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2014 National LGBT Conference
26 September 2014

Conference notes the difficulties faced by an ageing population and the strains put on adult social care by the ConDem’s celebration of austerity. Conference is concerned that older lesbian, gay, bisexual and transgender (LGBT) people, who may be or become disabled, facing the need for care, whether in care homes or their own homes via homecare services, have grave concerns about revealing that they are LGBT for fear of discrimination.

Stonewall’s ‘Guide for care and support services working with older lesbian gay and bisexual (LGB) people’ highlighted the real fears faced by LGB people as they contemplate ageing and the need for future care. The research for the report found that:

1)Gay and bisexual older men are 3 times more likely to be single than heterosexual men;

2. 41% of LGB older people live alone compared to 28% of older heterosexual people;

3. 3 in 5 LGB people are not confident that social care and support services meet their needs;

4. 50% are uncomfortable about being out to care home staff.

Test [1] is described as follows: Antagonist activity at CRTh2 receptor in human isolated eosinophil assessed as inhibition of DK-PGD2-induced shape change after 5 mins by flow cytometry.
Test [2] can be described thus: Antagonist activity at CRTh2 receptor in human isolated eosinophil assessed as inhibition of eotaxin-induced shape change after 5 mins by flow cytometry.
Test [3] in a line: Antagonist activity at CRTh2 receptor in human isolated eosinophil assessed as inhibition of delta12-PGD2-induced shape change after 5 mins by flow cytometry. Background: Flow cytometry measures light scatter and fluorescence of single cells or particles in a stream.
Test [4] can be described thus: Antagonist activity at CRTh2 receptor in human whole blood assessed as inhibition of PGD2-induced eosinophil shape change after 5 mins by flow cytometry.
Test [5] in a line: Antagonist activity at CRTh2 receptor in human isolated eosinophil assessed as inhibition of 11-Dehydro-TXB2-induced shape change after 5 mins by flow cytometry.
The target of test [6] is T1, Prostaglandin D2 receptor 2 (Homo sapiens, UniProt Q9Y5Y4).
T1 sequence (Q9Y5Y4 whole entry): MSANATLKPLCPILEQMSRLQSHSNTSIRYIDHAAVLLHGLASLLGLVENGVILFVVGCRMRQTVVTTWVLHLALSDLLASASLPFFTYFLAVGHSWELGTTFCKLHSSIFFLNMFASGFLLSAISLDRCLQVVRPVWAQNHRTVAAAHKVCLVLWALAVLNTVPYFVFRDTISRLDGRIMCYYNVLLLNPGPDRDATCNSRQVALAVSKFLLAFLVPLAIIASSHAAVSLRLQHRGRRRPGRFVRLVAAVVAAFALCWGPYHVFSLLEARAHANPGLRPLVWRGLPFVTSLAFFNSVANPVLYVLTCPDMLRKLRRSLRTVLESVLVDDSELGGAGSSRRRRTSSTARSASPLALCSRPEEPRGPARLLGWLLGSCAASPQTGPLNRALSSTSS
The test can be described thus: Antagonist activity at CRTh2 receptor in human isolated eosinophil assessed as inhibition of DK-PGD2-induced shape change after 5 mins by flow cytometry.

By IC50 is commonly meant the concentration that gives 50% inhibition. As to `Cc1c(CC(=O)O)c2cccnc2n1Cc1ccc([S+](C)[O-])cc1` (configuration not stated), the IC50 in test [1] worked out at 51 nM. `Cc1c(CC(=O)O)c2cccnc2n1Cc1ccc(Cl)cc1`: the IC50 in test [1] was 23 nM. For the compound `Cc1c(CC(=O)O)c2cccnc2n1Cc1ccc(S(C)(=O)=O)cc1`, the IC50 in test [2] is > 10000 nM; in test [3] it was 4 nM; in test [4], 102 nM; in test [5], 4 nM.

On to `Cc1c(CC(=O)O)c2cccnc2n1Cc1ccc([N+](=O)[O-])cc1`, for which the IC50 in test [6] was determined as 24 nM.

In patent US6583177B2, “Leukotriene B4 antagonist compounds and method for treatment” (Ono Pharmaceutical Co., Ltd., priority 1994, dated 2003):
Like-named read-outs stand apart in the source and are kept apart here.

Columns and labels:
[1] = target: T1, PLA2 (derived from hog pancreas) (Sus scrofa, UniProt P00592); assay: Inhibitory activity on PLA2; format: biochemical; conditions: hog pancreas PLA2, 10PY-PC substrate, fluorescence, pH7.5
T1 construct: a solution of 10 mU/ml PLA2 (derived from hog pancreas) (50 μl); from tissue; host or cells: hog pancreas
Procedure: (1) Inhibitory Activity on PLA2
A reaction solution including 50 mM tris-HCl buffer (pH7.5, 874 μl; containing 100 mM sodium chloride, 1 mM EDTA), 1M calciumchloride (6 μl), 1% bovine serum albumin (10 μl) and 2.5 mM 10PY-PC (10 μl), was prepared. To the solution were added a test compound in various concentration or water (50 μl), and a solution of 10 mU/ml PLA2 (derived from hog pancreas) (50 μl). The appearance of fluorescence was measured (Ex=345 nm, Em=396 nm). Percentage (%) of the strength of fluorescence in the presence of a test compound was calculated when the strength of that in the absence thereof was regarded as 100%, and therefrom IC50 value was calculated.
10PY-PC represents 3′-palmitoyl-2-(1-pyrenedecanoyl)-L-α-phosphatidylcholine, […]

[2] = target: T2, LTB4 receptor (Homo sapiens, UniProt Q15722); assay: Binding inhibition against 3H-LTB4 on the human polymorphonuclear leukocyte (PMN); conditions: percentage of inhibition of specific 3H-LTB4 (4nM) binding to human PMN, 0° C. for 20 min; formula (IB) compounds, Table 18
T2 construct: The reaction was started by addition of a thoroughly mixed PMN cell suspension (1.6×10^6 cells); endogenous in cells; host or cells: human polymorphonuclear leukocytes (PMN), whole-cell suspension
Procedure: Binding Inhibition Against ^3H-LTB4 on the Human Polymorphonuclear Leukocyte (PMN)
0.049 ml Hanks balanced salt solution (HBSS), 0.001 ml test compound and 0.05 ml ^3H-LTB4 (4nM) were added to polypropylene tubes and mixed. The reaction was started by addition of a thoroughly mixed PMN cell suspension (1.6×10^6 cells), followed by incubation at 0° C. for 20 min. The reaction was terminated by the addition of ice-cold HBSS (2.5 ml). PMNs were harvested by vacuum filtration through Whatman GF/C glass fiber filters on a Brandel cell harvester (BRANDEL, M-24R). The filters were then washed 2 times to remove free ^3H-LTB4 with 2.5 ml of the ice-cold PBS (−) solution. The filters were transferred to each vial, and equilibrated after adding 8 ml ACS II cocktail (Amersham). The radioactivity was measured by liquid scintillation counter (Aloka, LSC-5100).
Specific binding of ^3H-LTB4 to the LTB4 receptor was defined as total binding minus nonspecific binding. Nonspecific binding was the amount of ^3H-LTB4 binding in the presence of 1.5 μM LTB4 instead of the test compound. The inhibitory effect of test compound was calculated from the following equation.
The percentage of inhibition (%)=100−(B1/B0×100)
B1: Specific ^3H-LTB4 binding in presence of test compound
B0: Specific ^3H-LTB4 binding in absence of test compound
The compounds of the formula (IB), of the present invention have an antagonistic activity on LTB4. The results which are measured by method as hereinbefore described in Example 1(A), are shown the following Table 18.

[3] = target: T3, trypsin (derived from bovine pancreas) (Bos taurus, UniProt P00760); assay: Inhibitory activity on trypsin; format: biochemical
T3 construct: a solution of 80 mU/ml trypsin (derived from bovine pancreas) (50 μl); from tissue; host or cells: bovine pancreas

The Equality Act 2010 imposes a duty on organisations in England, Scotland and Wales delivering public services to publish equality objectives which outline how they plan to tackle inequalities in different groups including LGBT and disabled people. It also requires them to publish data on how they are meeting the aims of the duty. Examples of equality objectives might include:

a)Improving the experience of older LGBT people in care homes or in receipt of homecare

b. Providing better information and services to older LGBT people;

c. Improving health care provision to older LGBT people;

d. Demonstrating a commitment to LGBT Equality.

Conference notes that there are examples of excellent practice and welcomes regulator-endorsed guidelines for providers of domiciliary, residential and day care to support inclusive provision for older LGBT people in Northern Ireland. Titled ‘See me, hear me, know me’, the guidelines were developed by a partnership including UNISON.

Conference believes that UNISON’s Ethical Care Charter is an important tool in delivering equality in homecare for both service users and the workers who provide the care. Conference further believes that UNISON’s LGBT, disabled and retired members groups at local, regional and national level can play an important role in encouraging service providers and other interested organisations to adopt the Charter. They can also play a role in seeing the Charter is fully implemented that older and/or disabled LGBT people are not discriminated against in care provision and that their needs are met.

Conference calls the national LGBT committee to work with the national disabled members and the national retired members committees to encourage engagement and provide a framework for use by regions and branches when becoming involved with organisations delivering public services to older people to assist them in ensuring that equality objectives for older LGBT people are set and met.